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The Ages of VoluntarismHow we got to the Big Society$
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Matthew Hilton and James McKay

Print publication date: 2011

Print ISBN-13: 9780197264829

Published to British Academy Scholarship Online: January 2013

DOI: 10.5871/bacad/9780197264829.001.0001

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Civil society, class and locality

Civil society, class and locality

Tenant groups in post-war Britain

Chapter:
(p.94) 5 Civil society, class and locality
Source:
The Ages of Voluntarism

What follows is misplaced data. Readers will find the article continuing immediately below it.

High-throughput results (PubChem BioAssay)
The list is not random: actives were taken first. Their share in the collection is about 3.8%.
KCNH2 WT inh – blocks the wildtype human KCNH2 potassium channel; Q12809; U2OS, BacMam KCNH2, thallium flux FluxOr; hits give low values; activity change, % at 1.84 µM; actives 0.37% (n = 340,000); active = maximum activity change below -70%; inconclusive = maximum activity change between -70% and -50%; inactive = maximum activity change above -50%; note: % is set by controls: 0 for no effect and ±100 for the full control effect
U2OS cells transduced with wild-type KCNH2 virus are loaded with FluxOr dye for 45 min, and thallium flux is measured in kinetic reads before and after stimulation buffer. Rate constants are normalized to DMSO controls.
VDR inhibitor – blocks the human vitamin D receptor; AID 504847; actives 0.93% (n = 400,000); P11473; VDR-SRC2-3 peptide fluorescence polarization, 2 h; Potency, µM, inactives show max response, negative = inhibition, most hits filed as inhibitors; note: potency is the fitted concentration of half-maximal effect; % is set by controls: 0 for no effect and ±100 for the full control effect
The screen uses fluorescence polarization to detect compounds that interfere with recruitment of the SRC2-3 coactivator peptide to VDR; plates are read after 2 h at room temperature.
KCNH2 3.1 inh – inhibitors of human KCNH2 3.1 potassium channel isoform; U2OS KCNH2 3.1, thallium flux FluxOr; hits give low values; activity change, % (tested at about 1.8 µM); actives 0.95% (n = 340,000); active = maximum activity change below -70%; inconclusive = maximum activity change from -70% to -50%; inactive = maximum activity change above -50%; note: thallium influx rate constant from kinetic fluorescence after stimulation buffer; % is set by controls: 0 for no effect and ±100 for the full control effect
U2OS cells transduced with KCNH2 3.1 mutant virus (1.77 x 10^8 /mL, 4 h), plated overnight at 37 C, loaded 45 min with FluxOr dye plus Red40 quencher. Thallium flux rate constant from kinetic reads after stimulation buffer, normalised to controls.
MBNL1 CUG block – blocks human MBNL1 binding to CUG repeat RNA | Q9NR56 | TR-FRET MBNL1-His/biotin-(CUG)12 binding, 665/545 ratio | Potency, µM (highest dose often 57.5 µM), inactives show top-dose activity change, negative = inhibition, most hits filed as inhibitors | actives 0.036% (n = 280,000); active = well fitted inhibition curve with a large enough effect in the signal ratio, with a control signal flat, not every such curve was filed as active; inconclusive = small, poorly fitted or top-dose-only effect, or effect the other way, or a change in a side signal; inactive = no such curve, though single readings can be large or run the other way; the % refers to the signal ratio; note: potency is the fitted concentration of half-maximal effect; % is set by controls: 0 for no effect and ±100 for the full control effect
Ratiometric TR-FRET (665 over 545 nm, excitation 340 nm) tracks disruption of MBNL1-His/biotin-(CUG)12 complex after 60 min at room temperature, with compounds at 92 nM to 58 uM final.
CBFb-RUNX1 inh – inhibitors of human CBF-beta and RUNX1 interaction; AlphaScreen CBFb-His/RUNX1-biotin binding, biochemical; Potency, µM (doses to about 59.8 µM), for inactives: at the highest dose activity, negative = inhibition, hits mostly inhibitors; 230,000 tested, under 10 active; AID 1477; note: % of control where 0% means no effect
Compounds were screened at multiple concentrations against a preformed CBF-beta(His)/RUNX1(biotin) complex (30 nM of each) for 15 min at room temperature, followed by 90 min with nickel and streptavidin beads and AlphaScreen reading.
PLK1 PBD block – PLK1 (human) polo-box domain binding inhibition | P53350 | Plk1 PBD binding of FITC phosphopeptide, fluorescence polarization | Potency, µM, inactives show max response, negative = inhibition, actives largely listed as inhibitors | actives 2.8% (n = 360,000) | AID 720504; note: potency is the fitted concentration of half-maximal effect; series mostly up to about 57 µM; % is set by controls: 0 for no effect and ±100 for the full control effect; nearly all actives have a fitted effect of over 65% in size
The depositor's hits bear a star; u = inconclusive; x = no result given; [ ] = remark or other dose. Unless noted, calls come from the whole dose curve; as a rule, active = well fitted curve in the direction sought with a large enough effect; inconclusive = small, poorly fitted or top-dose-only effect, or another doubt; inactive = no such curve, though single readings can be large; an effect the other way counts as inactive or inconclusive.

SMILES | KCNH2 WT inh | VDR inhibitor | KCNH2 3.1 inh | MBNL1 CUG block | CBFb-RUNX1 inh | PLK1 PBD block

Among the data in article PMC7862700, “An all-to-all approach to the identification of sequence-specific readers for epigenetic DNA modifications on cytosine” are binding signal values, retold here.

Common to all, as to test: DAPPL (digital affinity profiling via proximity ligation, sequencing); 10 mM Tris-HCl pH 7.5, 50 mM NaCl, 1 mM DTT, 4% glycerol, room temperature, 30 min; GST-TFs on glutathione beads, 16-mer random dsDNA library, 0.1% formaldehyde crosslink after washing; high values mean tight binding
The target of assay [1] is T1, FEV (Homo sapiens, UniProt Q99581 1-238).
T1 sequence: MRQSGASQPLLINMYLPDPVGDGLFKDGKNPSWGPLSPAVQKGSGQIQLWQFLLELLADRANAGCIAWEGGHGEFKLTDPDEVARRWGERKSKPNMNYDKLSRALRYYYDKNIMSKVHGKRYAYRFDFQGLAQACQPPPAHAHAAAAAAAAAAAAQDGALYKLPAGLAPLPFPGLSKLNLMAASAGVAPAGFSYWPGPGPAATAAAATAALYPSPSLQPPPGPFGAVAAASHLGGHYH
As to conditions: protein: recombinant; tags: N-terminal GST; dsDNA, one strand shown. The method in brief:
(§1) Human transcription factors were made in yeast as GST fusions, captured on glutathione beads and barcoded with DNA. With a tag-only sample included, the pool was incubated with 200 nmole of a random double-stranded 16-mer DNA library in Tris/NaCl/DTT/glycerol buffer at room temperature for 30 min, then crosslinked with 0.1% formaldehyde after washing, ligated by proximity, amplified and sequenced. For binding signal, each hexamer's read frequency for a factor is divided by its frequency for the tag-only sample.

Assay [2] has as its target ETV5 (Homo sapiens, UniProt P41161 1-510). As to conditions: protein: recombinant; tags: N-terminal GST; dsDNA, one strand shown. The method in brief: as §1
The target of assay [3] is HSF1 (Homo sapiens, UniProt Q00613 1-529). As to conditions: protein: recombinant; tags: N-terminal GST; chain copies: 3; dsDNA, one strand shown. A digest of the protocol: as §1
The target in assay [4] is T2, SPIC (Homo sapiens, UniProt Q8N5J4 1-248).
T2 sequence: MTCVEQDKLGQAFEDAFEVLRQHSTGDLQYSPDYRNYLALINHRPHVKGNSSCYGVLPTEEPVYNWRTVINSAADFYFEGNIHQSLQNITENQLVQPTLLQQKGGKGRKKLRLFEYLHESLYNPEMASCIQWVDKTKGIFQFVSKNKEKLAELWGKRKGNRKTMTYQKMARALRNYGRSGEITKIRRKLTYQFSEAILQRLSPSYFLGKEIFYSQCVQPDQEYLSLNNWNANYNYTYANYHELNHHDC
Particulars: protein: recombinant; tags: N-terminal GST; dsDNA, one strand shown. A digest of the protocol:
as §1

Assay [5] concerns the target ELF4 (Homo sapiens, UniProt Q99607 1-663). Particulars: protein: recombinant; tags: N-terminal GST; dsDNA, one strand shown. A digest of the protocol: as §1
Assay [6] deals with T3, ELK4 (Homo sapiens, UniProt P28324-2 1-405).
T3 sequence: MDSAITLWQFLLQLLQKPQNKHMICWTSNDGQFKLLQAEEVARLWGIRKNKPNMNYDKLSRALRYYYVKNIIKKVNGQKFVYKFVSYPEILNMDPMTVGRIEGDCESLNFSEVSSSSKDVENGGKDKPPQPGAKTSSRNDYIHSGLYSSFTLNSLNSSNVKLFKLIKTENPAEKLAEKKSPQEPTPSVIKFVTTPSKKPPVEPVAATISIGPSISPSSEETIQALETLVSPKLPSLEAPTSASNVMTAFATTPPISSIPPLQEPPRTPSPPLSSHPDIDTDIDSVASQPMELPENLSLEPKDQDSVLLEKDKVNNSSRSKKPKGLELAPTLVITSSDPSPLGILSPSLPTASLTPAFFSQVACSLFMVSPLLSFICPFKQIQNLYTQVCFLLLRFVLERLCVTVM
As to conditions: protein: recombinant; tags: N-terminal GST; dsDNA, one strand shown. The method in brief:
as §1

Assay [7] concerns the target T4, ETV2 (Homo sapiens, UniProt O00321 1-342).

Author(s):

Peter Shapely

Publisher:
British Academy
DOI:10.5871/bacad/9780197264829.003.0005

This chapter returns working-class agency to the analysis of voluntarism. As it demonstrates with reference to tenants' associations, the voluntary sector was shaped as much by working-class as middle-class culture, even at the height of the welfare state, with the provision of services generating engagement rather than apathy. Tenants' associations provided a vehicle for the assertion of working-class interests in the face of an often unresponsive bureaucracy. In doing so they ‘helped to create a new decision-making arena, making a contribution to expanded notions of democracy’. That they managed to do so while engaging tenants from across the political spectrum demonstrates ‘the essential flexibility and robustness of the voluntary organization as a form which continued to provide an effective platform for the development of civil society’.

Keywords:   working class, voluntarism, tenants' associations, democracy, civil society

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